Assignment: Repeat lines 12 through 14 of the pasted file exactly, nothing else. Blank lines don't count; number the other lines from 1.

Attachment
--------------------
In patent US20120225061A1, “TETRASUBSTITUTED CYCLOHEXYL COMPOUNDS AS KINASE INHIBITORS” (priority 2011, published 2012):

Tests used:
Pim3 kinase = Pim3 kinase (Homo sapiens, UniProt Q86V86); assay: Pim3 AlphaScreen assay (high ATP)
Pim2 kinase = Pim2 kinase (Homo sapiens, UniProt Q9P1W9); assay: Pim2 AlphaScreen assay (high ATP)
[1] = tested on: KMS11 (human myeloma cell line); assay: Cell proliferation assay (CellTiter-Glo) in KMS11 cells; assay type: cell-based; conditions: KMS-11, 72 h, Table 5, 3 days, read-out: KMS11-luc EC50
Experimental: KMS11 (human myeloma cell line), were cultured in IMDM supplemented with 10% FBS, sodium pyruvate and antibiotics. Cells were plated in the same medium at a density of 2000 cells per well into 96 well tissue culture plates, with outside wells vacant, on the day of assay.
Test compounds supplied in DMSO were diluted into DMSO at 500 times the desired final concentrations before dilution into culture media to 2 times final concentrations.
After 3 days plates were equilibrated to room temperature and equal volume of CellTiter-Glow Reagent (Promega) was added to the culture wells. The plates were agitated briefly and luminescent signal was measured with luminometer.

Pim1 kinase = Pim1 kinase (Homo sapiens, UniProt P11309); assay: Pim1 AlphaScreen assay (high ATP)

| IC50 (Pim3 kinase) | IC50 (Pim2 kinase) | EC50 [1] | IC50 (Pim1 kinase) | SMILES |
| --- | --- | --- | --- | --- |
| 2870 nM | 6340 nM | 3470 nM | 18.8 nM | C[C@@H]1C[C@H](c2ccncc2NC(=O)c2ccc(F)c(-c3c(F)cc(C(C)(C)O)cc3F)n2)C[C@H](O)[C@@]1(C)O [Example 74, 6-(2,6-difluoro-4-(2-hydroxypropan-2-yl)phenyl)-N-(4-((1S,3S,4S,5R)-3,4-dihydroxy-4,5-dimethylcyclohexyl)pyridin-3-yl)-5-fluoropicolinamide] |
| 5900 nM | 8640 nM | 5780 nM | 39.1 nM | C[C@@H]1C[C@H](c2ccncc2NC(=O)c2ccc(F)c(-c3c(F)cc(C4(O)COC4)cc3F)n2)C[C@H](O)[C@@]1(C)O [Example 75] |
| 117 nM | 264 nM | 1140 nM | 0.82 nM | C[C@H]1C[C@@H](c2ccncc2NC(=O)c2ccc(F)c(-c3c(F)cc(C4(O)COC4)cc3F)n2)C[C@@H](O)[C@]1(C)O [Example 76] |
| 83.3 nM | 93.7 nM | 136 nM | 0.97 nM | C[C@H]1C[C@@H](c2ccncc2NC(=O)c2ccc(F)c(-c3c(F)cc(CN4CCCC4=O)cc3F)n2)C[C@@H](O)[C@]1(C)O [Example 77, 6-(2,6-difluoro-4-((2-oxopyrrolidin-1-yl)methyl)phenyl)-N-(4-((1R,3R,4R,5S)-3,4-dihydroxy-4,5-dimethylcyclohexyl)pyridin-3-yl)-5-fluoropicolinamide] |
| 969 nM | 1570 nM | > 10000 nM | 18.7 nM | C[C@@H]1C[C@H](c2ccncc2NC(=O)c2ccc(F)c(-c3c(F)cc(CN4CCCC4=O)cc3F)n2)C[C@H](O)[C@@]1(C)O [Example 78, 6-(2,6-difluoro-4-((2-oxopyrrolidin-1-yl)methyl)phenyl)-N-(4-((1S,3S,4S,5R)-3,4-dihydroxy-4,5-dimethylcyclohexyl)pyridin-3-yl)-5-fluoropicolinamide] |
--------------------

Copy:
| 2870 nM | 6340 nM | 3470 nM | 18.8 nM | C[C@@H]1C[C@H](c2ccncc2NC(=O)c2ccc(F)c(-c3c(F)cc(C(C)(C)O)cc3F)n2)C[C@H](O)[C@@]1(C)O [Example 74, 6-(2,6-difluoro-4-(2-hydroxypropan-2-yl)phenyl)-N-(4-((1S,3S,4S,5R)-3,4-dihydroxy-4,5-dimethylcyclohexyl)pyridin-3-yl)-5-fluoropicolinamide] |
| 5900 nM | 8640 nM | 5780 nM | 39.1 nM | C[C@@H]1C[C@H](c2ccncc2NC(=O)c2ccc(F)c(-c3c(F)cc(C4(O)COC4)cc3F)n2)C[C@H](O)[C@@]1(C)O [Example 75] |
| 117 nM | 264 nM | 1140 nM | 0.82 nM | C[C@H]1C[C@@H](c2ccncc2NC(=O)c2ccc(F)c(-c3c(F)cc(C4(O)COC4)cc3F)n2)C[C@@H](O)[C@]1(C)O [Example 76] |